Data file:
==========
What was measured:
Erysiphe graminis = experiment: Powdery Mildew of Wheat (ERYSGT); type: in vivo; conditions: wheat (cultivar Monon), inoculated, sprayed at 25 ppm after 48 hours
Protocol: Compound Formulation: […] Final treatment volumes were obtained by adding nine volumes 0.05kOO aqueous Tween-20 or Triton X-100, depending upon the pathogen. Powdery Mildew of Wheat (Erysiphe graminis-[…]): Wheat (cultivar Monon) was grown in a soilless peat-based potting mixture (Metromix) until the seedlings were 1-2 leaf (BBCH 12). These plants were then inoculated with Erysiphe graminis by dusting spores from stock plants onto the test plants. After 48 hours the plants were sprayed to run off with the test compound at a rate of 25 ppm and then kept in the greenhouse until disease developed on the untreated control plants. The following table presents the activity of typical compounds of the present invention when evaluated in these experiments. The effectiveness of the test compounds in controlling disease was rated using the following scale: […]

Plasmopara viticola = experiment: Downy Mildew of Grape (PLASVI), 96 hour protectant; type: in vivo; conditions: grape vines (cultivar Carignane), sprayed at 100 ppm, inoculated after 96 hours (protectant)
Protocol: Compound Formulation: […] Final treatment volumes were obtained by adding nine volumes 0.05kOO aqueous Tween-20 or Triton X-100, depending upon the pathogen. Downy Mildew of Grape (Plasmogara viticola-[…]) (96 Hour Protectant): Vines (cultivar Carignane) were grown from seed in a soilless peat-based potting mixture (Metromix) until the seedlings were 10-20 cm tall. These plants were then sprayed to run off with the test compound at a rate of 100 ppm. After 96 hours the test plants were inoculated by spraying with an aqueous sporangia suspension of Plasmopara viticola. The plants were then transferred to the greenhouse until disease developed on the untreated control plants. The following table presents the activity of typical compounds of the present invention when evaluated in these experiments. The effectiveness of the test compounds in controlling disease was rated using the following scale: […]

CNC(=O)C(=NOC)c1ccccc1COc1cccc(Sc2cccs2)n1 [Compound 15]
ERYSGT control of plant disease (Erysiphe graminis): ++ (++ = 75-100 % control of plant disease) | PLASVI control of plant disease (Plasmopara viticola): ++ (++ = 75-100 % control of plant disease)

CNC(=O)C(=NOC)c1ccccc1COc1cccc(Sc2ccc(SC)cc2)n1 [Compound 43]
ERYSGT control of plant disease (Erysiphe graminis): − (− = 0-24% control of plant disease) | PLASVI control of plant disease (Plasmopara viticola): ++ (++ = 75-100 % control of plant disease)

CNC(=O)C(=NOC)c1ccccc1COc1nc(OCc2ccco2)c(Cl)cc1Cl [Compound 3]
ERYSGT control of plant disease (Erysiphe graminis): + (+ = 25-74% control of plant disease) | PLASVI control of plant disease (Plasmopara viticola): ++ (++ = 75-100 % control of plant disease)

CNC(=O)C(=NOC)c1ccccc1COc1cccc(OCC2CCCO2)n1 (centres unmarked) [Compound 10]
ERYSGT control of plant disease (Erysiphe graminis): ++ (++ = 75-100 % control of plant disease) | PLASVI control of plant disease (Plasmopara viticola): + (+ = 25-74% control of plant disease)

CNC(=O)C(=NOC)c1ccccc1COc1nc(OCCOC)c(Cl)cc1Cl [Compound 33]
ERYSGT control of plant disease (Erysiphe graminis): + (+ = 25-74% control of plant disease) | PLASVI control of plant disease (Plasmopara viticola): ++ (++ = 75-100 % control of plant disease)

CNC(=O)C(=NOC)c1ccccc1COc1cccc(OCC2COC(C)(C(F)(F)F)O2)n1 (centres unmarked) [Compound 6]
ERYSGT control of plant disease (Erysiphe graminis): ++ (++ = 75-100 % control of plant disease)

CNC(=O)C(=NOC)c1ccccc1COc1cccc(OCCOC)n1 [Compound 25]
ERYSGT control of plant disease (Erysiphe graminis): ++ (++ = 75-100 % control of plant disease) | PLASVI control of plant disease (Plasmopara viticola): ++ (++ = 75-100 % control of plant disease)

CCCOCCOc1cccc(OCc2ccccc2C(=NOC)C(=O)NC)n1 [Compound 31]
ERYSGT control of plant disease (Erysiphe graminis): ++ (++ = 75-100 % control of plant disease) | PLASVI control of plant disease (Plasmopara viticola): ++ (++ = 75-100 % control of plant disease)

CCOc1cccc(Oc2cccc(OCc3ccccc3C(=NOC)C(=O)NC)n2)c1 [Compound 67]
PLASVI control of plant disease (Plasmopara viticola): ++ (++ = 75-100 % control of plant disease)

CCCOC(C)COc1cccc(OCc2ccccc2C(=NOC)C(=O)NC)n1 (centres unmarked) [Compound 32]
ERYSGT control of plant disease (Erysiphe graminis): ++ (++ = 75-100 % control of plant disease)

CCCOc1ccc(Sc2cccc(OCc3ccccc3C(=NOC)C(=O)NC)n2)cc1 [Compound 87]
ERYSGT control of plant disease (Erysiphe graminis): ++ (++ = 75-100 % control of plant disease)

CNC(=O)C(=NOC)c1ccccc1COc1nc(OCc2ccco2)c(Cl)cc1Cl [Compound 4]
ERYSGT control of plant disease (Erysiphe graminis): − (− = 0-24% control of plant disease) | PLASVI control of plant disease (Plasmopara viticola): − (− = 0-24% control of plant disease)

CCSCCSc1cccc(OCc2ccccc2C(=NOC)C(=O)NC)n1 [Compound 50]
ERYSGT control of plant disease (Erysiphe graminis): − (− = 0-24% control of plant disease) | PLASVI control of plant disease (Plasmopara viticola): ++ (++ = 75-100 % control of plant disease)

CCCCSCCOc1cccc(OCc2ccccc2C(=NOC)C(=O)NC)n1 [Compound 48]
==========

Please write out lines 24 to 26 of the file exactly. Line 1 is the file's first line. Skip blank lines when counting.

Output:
CCCOC(C)COc1cccc(OCc2ccccc2C(=NOC)C(=O)NC)n1 (centres unmarked) [Compound 32]
ERYSGT control of plant disease (Erysiphe graminis): ++ (++ = 75-100 % control of plant disease)

CCCOc1ccc(Sc2cccc(OCc3ccccc3C(=NOC)C(=O)NC)n2)cc1 [Compound 87]